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91st Giro d'Italia - GT
Italy, May 10-June 1, 2008
Main Page Results Overall standings Stage Details Live report Previous Stage Next Stage
Stage Rest Day - Monday, May 19:
Escapes, sprinters and long transfers
By Susan Westemeyer
The Giro d'Italia started out on the island of Sicily, offering few of the traditional opening week sprint stages. Three different riders wore the leader's maglia rosa in the first nine stages, while Riccardo Ricco (Saunier Duval) and Daniel Bennati (Liquigas) both took two stage victories.
Team Slipstream had its moment of glory in winning the opening team time trial, and it appeared again on the screen with David Millar's bike-throwing exhibition. Liquigas was the big winner, with Franco Pellizotti wearing the leader's jersey for four days and Bennati using his two stage wins to hold on to the sprinter's jersey firmly.
Three of the stages went to successful breakaway groups, with the most successful coming in over nine minutes ahead of the peloton. The sprinters took advantage of their three stages, with Bennati and High Road's Mark Cavendish having the fastest legs.
As far as the riders were concerned, the first third of the Giro was marked by crashes, long transfers and late nights. Nearly every day required hours in the team bus or car, and the ferry transfer to the mainland was later and slower than scheduled. There was much dissatisfaction with the peloton at the late hours and lack of time for rejuvenation. The organisers responded by shortening the longest stage from 264 km to 235.
No clear leader had appeared by Stage 9. All of the favourites stayed close together, both on the road and in the overall rankings. Everyone seemed to be wondering what the other would do, with the result that no one tried much of anything.
Young rider Giovanni Visconti (Quick Step) wore the leader's jersey going into the rest day, but he and everyone else knew he would not be able to hold it through the upcoming mountain stages.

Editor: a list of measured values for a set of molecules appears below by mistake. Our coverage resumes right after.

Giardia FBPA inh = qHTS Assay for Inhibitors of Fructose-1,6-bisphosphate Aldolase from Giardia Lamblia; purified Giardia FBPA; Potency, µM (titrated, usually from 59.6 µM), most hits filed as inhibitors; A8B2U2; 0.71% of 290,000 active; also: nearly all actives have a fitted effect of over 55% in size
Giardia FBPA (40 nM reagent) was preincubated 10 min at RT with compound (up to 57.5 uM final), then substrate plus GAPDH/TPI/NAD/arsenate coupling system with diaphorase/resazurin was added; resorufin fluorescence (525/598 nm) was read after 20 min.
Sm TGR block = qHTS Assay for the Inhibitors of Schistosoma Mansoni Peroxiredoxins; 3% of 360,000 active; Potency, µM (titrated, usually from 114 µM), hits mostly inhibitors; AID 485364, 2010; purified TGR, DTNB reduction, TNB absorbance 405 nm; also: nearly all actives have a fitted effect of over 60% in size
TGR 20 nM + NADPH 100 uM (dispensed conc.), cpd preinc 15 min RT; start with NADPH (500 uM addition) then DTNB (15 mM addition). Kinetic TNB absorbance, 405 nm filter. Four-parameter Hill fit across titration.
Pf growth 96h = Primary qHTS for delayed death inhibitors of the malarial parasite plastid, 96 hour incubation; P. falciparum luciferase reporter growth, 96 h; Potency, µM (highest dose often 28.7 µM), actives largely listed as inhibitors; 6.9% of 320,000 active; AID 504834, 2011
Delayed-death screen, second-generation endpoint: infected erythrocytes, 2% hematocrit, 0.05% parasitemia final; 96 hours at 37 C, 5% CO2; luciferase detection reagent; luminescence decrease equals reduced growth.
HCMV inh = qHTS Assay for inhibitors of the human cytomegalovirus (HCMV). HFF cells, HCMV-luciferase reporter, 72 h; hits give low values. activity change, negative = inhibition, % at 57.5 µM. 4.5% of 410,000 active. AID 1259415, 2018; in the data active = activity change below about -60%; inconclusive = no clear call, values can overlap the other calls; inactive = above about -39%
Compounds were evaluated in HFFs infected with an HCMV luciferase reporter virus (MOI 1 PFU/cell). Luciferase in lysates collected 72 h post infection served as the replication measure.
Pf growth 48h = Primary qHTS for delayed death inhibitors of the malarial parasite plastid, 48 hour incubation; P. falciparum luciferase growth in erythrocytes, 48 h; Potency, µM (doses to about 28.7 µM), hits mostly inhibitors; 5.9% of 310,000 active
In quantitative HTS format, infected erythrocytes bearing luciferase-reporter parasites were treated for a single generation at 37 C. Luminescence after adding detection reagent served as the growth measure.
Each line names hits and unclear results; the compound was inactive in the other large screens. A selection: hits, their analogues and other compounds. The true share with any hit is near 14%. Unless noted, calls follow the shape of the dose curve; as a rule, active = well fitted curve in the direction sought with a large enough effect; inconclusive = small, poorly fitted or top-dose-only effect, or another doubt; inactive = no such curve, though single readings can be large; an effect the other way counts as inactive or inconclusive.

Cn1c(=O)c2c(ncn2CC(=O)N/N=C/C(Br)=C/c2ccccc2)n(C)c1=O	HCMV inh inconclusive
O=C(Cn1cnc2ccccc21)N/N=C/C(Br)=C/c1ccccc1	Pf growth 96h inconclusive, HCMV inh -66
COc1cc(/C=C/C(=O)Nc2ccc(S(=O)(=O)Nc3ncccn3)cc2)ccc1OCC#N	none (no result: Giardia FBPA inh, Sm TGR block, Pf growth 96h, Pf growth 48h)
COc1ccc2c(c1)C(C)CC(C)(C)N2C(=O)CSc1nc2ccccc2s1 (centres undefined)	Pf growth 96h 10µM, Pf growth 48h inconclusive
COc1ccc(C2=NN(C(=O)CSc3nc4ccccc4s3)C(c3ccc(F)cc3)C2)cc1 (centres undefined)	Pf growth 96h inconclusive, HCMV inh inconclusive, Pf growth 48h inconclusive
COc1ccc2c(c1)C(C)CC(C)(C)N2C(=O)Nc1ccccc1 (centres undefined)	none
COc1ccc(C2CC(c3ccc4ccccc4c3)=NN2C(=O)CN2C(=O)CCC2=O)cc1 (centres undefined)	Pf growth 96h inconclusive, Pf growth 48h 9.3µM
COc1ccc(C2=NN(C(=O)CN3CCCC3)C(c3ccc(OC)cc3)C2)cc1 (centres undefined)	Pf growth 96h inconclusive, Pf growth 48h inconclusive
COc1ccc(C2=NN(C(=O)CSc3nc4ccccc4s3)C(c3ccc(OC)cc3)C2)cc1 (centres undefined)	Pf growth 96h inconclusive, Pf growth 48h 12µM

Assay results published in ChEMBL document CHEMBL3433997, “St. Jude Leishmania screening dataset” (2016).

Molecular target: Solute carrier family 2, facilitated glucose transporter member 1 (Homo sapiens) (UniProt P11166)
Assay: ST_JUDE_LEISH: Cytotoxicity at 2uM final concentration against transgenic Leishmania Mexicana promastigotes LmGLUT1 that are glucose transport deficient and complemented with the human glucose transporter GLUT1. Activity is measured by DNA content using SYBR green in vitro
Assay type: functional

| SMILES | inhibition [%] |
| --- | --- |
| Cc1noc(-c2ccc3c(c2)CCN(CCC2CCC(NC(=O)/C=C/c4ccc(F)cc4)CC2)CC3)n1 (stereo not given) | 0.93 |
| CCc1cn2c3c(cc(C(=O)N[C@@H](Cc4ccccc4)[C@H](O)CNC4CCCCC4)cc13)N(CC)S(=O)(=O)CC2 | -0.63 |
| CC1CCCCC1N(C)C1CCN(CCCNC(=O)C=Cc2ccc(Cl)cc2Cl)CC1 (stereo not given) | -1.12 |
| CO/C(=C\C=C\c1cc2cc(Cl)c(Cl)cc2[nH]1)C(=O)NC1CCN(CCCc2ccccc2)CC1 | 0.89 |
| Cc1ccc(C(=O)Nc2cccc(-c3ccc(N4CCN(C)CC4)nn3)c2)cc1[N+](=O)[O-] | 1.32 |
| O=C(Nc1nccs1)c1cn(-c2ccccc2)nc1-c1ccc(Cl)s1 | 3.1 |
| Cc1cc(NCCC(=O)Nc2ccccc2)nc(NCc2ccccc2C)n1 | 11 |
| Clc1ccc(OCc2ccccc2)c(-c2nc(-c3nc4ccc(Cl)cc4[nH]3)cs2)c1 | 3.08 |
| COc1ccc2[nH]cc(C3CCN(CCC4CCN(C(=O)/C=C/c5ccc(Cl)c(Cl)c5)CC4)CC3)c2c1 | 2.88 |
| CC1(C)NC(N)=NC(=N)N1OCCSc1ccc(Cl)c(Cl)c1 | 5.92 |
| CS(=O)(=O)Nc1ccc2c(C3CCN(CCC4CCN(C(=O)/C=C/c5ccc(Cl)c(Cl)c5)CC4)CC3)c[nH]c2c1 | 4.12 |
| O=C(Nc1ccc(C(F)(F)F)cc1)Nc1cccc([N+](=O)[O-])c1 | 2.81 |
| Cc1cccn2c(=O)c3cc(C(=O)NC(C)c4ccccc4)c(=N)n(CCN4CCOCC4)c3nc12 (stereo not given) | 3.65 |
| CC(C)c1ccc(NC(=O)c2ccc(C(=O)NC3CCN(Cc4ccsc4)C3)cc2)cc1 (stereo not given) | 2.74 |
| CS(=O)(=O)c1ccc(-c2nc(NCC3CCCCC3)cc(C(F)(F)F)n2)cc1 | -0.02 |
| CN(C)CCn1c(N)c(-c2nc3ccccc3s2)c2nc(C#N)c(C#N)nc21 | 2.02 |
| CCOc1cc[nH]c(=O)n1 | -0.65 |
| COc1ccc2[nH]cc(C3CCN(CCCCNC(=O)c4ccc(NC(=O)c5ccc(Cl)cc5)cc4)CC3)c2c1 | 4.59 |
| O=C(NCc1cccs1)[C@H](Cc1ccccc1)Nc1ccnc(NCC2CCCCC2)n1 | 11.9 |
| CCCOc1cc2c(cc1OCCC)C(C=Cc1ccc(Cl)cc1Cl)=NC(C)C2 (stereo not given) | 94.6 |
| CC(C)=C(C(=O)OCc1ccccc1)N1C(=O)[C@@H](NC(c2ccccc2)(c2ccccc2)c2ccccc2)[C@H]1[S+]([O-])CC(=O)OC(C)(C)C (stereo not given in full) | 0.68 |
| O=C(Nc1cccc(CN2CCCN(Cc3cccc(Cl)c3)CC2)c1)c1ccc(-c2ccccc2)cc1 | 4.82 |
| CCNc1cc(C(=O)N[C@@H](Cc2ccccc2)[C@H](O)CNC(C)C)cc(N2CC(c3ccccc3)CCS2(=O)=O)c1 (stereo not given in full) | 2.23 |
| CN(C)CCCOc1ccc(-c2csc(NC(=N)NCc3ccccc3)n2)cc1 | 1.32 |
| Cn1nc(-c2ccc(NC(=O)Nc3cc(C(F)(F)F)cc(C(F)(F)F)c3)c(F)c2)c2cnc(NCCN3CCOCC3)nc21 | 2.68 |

Stage 1 - Saturday, May 10: Palermo (Team Time Trial), 23.6km
United States of America-based Professional Continental team Slipstream got
its first Grand Tour off to a perfect start, winning the team time trial and
putting Christian Vande Velde in the leader's maglia rosa. "We are over
the moon," a happy Vande Velde said.
In what would be prove to be a taste of the days to come, the team time trial was held on wet roads, following rain earlier in the day.
Stage 2 - Sunday, May 11: Cefalù - Agrigento, 207km
Riccardo Ricco (Saunier Duval-Scott) overcame an early crash to take the uphill sprint from a six-rider group. The group included some of the race's biggest names, line Danilo Di Lucca (LPR Brakes), Davide Rebellin (Gerolsteiner), Franco Pellizotti (Liquigas) and Paolo Savoldelli (LPR Brakes).
The Giro's start was more challenging for riders this year than in those gone past. Instead of a flat sprint stage, the second stage was a rolling, hilly expedition across the island of Sicily, with two ranked climbs.
Pellizotti's fourth place finish was enough to give him the overall lead, just one second ahead of Vande Velde.
The leader's jersey wasn't Slipstream's only loss on the stage, with another major setback coming from the loss of David Zabriskie. The American was diagnosed with a cracked vertebra after crashing on a train crossing.
Stage 3 - Monday, May 12: Catania - Milazzo, 221km
The sprinters finally had their day, and Daniele Bennati (Liquigas) made the most of it. He outsprinted Germans Erik Zabel and Danilo Hondo to take not only the stage but also the points jersey. That gave two special jerseys to Liquigas, as Pellizotti also held on to his leader's jersey, and to top it off, the team led in the teams classification competition.
It was Bennati's first win, in his first Giro. He had previously won stages in the Tour de France and Vuelta a España.
The day was marked by breakaways, crashes and high speeds as it raced along the coast to the island's north-eastern-most tip before turning west to the finale in Milazzo.
A crash with 70 kilometres to go took out nearly half the field, but it was a crash with 20 km remaining that had more serous consequences. A bike from a fallen rider went flying into the peloton, and Team CSC lost both Bradley McGee and Stuart O'Grady to broken collarbones in the resulting crash.
Stage 4 - Tuesday, May 13: Pizzo Calabro - Catanzaro-Lungomare, 183km
Another Giro rookie won in Catanzaro-Lungomare, with High Road's Mark Cavendish easily outsprinting Bennati. A large crash within the last kilometre took down or stopped most of the followers, but the top sprinters were already in front.
"I think for sure it is the biggest win of my career," said the young Manxman. "I think to come to the Giro and win a stage is big for any rider. What makes it even more sweet is the way my team worked today.